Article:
10 January 2002
XENOTRANSPLANT EXPERTS EXPRESS CAUTION OVER KNOCKOUT PIGLETS - NATURE / PPL SHARES TRIP UP AS DOLLY GETS ARTHRITIS
Nature Contents: 10 January 2002 Volume 415 No. 6868
Now available at http://www.nature.com/nature/
Cloned 'knockout' pigs not final word on xenotransplantation
The safe transplantation of pig organs into human patients remains several steps from realization, experts say. Two announcements that research teams have cloned pigs lacking a gene involved in graft rejection still leave several obstacles to xenotransplantation intact, according to most specialists in the field.
Xenotransplant experts express caution over knockout piglets
Nature 415, 103ˆ104 (10 January 2002)
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PPL shares trip up as Dolly gets arthritis
UK: January 7, 2002
LONDON - Shares in Scottish biotech firm PPL Therapeutics Plc reversed recent gains on Friday following news it had been beaten to producing genetically modified pigs and that Dolly, its cloned sheep, had developed arthritis.
At 0940 GMT the shares were 16 percent, or 11-1/2 pence, lower at 62p, valuing PPL at 81 million pound ($117 million).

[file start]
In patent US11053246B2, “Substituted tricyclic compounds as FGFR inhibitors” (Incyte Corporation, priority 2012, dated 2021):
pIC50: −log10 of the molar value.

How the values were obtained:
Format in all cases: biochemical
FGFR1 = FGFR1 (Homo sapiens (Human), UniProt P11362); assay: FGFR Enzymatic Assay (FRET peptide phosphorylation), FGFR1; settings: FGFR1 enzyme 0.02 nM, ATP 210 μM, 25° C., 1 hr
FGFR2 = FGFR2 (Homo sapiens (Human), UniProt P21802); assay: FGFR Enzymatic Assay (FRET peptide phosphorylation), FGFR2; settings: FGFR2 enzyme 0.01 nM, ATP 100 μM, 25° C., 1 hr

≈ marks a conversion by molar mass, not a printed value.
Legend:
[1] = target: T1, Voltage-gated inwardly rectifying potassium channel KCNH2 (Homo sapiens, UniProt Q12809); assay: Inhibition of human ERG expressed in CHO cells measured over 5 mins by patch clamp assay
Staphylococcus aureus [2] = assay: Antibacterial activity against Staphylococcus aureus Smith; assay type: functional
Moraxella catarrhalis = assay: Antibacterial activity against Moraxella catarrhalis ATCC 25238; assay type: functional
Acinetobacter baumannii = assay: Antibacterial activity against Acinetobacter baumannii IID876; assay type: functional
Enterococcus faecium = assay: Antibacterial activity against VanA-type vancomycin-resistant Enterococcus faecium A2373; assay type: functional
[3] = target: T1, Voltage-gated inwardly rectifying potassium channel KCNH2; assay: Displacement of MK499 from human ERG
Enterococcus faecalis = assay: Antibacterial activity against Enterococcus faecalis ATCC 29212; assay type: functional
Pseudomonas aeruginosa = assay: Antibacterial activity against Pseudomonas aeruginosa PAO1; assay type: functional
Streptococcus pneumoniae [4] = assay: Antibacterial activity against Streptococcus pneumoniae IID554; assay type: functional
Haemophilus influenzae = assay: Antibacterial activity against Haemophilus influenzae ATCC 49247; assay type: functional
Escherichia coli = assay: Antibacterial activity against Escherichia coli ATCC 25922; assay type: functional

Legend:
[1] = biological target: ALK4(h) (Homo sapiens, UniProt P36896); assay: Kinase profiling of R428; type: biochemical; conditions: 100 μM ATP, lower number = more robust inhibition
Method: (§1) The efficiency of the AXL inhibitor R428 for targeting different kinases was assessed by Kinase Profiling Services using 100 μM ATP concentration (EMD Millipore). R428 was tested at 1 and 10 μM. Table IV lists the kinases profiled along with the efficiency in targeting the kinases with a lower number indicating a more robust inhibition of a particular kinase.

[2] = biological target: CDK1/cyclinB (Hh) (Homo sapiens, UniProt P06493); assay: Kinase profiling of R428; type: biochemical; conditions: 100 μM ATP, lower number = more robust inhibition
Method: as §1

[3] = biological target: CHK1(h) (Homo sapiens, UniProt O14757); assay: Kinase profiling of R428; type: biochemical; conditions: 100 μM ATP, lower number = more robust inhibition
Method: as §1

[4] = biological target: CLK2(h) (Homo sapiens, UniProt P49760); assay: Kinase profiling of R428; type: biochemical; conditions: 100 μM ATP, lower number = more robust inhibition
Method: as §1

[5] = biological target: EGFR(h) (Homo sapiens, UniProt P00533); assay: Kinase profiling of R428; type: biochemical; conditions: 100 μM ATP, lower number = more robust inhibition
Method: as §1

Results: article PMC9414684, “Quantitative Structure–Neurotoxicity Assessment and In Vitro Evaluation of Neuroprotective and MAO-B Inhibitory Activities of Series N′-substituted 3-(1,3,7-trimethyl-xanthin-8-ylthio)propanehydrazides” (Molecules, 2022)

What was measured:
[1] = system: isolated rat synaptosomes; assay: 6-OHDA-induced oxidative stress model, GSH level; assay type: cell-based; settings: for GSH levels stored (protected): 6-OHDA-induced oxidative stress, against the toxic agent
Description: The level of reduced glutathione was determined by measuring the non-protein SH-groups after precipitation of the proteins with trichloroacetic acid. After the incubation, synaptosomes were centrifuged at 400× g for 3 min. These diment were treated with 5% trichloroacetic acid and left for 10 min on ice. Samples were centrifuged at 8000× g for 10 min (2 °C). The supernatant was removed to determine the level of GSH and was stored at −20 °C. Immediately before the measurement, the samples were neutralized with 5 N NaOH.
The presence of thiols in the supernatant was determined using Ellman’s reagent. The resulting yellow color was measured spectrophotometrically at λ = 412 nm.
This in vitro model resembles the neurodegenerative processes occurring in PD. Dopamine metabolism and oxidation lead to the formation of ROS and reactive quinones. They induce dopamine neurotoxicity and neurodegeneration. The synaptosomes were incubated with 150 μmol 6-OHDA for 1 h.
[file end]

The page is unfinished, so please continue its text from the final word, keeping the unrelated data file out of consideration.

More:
"It's both stories, plus a bit of profit-taking," said one market maker.
PPL's shares soared 46 percent on Wednesday after the firm said it had developed technology that would allow pigs' organs to be transplanted into humans without fear of rejection.
PPL said it had produced five "knockout" piglets - so called because they have had a gene inactivated that causes the human immune system to reject foreign organs.
But U.S.-based Immerge BioTherapeutics Inc - a joint venture between Swiss pharmaceutical giant Novartis AG and Nasdaq-listed BioTransplant Inc - said on Thursday it had produced "knockout" piglets three months earlier, but had delayed publishing its results until they were approved by other scientists.
Separately, Professor Ian Wilmut of the Roslin Institute in Scotland - which worked with PPL in cloning Dolly the sheep in 1996 - told BBC radio on Friday that Dolly had developed arthritis, raising fears the cloning process may have given her a genetic defect.
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